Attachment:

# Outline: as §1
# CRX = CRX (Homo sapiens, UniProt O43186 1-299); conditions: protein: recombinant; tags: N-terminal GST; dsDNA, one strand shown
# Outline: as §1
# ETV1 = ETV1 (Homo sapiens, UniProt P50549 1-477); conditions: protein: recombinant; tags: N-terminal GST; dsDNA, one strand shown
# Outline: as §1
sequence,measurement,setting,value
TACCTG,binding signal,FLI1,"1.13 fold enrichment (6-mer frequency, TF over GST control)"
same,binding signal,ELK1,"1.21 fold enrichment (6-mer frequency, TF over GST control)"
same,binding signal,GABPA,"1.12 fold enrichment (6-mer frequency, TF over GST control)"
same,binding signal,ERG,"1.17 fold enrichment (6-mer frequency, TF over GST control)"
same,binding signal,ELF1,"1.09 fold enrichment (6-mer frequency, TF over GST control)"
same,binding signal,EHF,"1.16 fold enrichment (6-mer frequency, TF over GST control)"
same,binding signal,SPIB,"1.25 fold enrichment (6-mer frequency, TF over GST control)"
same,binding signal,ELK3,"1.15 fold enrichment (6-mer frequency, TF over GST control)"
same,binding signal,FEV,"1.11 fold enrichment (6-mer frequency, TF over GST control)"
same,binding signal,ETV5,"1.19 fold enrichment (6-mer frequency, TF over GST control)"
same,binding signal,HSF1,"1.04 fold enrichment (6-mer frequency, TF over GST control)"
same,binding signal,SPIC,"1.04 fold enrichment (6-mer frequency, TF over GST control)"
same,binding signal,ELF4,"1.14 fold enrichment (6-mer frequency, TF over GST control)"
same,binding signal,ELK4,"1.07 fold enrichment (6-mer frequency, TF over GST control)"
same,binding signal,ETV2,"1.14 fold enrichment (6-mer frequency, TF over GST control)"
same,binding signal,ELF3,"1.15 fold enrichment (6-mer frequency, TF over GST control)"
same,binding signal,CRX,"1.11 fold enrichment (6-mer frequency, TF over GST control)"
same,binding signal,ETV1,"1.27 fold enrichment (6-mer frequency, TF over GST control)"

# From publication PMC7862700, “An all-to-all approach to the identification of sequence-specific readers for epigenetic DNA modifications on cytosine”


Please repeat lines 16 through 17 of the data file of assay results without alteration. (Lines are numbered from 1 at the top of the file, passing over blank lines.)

same,binding signal,ETV5,"1.19 fold enrichment (6-mer frequency, TF over GST control)"
same,binding signal,HSF1,"1.04 fold enrichment (6-mer frequency, TF over GST control)"